Aassalamu alikum how are you I hope you are all well. All the praise to Allah subhanahu oatala.I am Abu Saeid Studying MS in Food Processing and Preservation in Hajee Muhammad Danesh Science and Technology University, Dinajpur. Stay in Zia hall room no#226# 1st floor in HSTU campus, Basher hat, Dinajpur.


Monday, March 4, 2013

Post Harvest Technology

Modern storage systems: 
Modern storage system can be classified into the following based on the type of storage structure or container, facilities for loading and unloading, and methods of controlling the storage atmosphere.

1.      Bagged storage system
2.      Silo storage system
3.      Airtight storage system
4.      Aerated storage system
5.      Low temperature storage system
6.      Controlled atmosphere storage system
7.      Damp grain storage system with chemicals
Bagged storage systems:
Bagged grains are stored in flat warehouses which are known by the term “Conventional godown”. Public bagged food grain storage system includes local supply depots and central depots. The local and central depots are essentially for short-term storage of food grains. These food grains are either procured the farmers during harvesting season or received from other local and central storage depots, silos and imports for distribution to other local and central storage depots or rations shops.
One of the major disadvantages of the bagged storage system is that the reabsorption of moisture takes place during humid wet season especially in the outer layers of bags, and this accelerates biological activity in the food grain and results in deterioration and loss of the product. In the dry season when the roof and wall surface temperature is extremely high, the food grains stacked within one meter of the roof or close to walls become hot. This causes relocation of moisture which results in deterioration of grain during storage.
Silo storage system:
A silo is a storage facility in bins with provision for mechanical loading and unloading of the grains. A silo installation is known as “Elevator”, because it is equipped with elevator to take the grain up and down. This is made either of steel, aluminum or concrete. In concrete bins, the circular forms gives the greatest strength vis-a –vis the material used for construction. Food grain can be stored for years in either metal or concrete silos with aeration and temperature detection facilities.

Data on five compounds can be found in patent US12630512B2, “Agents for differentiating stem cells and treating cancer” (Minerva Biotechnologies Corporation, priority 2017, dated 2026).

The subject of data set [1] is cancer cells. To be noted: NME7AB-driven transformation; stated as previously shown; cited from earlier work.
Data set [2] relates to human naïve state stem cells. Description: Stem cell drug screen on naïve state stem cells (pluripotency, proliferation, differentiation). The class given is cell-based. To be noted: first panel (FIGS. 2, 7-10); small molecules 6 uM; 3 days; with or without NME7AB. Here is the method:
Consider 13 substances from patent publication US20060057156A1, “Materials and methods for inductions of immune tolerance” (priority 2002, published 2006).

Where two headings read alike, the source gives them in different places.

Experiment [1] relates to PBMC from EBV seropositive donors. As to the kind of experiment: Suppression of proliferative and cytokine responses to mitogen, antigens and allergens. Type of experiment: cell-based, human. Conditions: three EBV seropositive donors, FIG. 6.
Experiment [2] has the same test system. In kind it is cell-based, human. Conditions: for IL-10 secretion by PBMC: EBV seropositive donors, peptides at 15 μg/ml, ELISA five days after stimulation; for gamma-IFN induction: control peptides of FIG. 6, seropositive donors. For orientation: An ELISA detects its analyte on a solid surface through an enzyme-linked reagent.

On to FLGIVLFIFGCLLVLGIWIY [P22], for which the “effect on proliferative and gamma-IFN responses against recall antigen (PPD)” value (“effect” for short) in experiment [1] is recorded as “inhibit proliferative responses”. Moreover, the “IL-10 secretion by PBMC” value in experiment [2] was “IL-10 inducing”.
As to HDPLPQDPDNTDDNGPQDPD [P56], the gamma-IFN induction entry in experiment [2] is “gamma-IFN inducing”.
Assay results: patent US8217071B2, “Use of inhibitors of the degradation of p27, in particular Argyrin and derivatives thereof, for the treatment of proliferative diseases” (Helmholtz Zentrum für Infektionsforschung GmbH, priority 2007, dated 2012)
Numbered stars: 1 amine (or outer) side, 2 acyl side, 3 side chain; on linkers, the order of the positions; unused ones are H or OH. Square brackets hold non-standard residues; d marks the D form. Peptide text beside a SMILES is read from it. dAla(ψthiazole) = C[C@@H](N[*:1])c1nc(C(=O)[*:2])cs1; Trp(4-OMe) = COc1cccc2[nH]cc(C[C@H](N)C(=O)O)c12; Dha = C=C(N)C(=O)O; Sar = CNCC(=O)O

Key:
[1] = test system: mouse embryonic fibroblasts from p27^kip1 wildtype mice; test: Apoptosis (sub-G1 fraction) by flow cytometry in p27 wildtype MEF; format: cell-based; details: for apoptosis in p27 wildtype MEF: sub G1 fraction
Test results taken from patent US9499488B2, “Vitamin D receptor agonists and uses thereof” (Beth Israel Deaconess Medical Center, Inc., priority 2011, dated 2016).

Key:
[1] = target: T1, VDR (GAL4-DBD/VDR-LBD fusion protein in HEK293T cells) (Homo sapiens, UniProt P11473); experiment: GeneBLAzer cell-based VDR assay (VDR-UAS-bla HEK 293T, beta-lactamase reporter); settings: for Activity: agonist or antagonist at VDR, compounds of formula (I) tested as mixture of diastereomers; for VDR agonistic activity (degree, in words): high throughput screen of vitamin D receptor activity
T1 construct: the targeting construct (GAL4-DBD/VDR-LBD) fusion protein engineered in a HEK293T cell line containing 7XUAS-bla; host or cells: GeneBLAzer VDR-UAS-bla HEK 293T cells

Aerated storage system:
In aerated storage system air is moved through stored grains for the primary purpose of maintaining a uniform moisture content and or temperature throughout the storage. It also limits activity of fungi on any damper areas, and reduce the rate of auto- deterioration of the grain.

Methods of preventing storage damage
Moisture and temperature control:
Under normal conditions storage of grain of moisture content below 14% and temperature below 200C gives reasonable protection from  microbial, chemical and biochemical changes although insect and rodent damage can also occur.

Use of antimicrobial agents:
Fungicides retards the growth of moulds but the major problems of using fungicide is that many of these will kill the grain, some are toxic to human and animals. Propionic acid and propionates are the most satisfactory fungicides for the use in grain.
Antimicrobial agents are not needed as aids to grain stability during storage because the moisture requirement of bacteria are usually well above grain moisture contents.
Fumigants are very effective in preventing insect attack on grain. A widely used grain fumigant is ethylene dibromide. The potential problems in using fumigants include the danger of residues to the consumer and possible effects on grain properties.
Rodent control:
In some areas rodents are plague proportions and destroy very large amounts of cereals crops. Methods of rodent control need to recognize:
  1. Predation by dogs, cats, foxes, mongooses, snacks etc.
  2. Poisons, traps, gas
  3. Correct sanitations practice
Oxygen-free storage atmospheres:
The absence of oxygen from storage atmosphere will assist in maintaining the quality of stored grain. This will retard grain respiration and kill or deactivate harmful organisms such as insects, moulds and rodents.
Chill storage:
Chill storage temperatures, below 100C, provide an excellent means of preventing grain deterioration during storage even when grain is stored at high moisture contents but it is costly.
This procedure consists of blowing air at ambient condition through the grain. The rate of air flow is usually o.o3-0.5 volumes of air per volume or grain per minute. Aeration greatly reduces risk of damage from insects, mites and fungi.
Post-harvest losses of grain crops:
Harvesting loss:   0.7%
Carrying loss      :  0.16%
Threshing loss   :   8.9%
Field drying loss:  0.31%
Cleaning loss      :  1.2%
Total loss            :  10-13%

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